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Syphilis is one of the more prevalent sexually transmitted diseases (STDs), and it can cause, in later stages, damage to the muscles, brain, and other major internal organs. It is caused by the bacterium, Trepodema Pallidum, and is very dangerous. It is particularly dangerous for pregnant women as it can cause stillbirth or death within a few days to a newborn. This disease also increases a person's risk level for contracting HIV. Those who have syphilis sores are two to five times more likely to contract HIV from an infected partner.
There are three distinct stages of syphilis, the first of which can go unnoticed by those affected. Primary infection can occur anywhere between 10 days to three months after contraction of the bacteria. The first indication is a single sore called a chancre. The sore is usually painless, and may heal without treatment, and thus never be noticed. Occasionally, the primary stage will cause multiple sores, which is good, in a way, as it may get people to see a medical professional more immediately.
The secondary stage occurs after the chancre has healed. It is characterized by a red to reddish brown rash that does not itch, and which may be present on the palms and soles of the feet. Those affected by it may also experience muscle aches, fever, swollen glands, sore throat, weight loss, headaches, and/or a feeling of general fatigue. Again, these symptoms can resolve without treatment. If the person who has them suspects exposure to syphilis, these symptoms warrant quickly seeing a medical professional, who can diagnose the illness through a simple blood test. In the primary stage, the diagnosis may also be made through blood test or by analyzing the chancre.
Early diagnosis is key, since it's important to prevent the late stage of the disease, which manifests after the secondary stage symptoms have ended. Late stage syphilis can cause terrible deterioration of the muscles, organs, and brain. It can cause dementia, blindness, or paralysis. The disease may take many years to progress to this point, but advanced cases may cause irreversible damage to the body. Further damage can be avoided by treating the illness.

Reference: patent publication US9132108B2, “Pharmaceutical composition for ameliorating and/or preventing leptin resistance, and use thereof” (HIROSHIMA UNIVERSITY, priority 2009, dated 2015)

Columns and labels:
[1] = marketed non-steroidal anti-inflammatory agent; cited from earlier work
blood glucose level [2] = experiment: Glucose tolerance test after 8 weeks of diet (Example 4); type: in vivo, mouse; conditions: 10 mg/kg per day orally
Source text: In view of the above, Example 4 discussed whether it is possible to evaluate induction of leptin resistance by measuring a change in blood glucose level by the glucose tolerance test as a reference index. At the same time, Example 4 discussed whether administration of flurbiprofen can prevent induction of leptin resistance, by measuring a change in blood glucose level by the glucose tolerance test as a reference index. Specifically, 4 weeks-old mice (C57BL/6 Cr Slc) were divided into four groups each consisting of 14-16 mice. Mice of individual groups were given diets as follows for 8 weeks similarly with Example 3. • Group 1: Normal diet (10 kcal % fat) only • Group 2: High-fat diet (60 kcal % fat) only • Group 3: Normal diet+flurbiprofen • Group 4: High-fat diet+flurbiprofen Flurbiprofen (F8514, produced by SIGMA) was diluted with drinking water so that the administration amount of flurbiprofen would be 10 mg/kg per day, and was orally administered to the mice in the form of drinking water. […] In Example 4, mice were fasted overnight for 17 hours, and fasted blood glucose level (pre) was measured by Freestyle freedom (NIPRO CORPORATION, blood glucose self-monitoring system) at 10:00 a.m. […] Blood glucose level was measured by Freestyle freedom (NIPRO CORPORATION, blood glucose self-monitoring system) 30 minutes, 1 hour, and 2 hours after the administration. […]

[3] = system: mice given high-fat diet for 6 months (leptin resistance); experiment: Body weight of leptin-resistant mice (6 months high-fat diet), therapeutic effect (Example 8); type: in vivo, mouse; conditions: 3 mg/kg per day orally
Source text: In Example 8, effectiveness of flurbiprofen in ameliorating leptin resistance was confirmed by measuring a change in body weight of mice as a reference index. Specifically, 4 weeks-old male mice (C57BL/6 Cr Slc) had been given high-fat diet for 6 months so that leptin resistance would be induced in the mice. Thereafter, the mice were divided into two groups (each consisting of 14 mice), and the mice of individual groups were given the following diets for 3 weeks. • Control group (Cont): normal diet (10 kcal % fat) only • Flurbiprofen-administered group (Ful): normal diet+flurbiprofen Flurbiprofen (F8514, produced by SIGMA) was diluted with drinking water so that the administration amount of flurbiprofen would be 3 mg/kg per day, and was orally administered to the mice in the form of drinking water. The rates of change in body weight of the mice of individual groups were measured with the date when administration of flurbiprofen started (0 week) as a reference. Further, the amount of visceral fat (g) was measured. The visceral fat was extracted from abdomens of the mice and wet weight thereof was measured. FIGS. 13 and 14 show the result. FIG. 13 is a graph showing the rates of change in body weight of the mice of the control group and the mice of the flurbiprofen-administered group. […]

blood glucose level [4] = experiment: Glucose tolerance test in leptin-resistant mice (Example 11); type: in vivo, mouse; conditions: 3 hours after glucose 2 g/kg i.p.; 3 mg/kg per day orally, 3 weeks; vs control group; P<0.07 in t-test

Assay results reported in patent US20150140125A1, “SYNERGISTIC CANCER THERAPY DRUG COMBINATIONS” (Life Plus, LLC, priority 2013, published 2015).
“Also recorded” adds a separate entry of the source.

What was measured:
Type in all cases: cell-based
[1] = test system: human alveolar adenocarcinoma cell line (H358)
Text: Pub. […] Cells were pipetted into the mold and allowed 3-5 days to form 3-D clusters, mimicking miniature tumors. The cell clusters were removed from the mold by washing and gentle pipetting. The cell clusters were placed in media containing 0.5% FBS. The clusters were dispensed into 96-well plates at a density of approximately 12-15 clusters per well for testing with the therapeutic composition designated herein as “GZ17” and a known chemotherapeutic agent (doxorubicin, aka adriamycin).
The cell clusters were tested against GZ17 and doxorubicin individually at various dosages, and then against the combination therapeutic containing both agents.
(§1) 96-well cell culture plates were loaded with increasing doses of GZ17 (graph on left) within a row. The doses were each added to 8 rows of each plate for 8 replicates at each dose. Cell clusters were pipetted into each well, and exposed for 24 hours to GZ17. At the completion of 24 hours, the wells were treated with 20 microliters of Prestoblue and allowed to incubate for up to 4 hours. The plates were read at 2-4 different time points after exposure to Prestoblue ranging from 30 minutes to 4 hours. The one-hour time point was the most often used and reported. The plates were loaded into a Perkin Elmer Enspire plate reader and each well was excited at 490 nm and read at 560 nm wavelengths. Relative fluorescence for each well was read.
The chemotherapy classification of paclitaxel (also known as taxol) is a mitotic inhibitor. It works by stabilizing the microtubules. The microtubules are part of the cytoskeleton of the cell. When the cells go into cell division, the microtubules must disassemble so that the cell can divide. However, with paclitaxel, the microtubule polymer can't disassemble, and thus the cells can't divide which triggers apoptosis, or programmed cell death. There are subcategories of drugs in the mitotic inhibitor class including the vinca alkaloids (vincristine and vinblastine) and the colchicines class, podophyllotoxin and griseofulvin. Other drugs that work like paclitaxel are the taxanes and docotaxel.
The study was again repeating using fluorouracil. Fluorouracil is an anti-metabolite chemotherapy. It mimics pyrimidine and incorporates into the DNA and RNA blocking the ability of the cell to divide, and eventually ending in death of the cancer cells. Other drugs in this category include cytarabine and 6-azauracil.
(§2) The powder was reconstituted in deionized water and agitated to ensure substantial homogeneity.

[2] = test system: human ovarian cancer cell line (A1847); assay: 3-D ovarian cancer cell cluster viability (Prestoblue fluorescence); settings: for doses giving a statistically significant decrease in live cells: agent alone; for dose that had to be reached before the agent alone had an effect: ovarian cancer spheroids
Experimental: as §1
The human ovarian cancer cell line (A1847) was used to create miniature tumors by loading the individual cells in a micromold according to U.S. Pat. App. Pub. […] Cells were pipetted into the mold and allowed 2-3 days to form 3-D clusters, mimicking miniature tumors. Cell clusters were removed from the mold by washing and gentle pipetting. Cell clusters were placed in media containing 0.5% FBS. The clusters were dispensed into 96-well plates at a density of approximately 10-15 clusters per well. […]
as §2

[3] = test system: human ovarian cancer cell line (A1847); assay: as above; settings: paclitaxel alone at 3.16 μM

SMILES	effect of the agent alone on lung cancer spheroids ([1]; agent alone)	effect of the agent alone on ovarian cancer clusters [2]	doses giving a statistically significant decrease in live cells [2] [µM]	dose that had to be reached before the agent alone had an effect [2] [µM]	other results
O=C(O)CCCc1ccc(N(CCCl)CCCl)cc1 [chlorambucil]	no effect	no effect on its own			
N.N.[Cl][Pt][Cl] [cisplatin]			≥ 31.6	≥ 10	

If someone is diagnosed within a year of having contracted the bacteria, the treatment is a single shot of penicillin, although other antibiotics may be used in case of penicillin allergy. After a year, the shot will be followed with a course of oral antibiotics for several weeks. This effectively cures the illness, but it does not prevent the patient from contracting it again.
Recent studies show that contraction of syphilis is on the rise, particularly in the male population. This is alarming because it suggests that those people are not using safe sex practices, which tend to keep them from contracting the illness. The best defense against the disease is to avoid casual sex and not to engage in sex with a partner who has not been tested for STDs. Long-term monogamous relationships, or abstention from sex in the absence of such, are the best ways to avoid contracting STDs.
Even in long-term exclusive sexual relationships, protection should still be used, in the form of a male or female condom, which can help one avoid contact with skin cells that may harbor STDS. Any type of sexual contact can result in contraction of syphilis. Many young people believe that safety lies in oral sex or mutual masturbatory activities. This is not true. People can contract the disease from oral sex practices as well as from standard intercourse.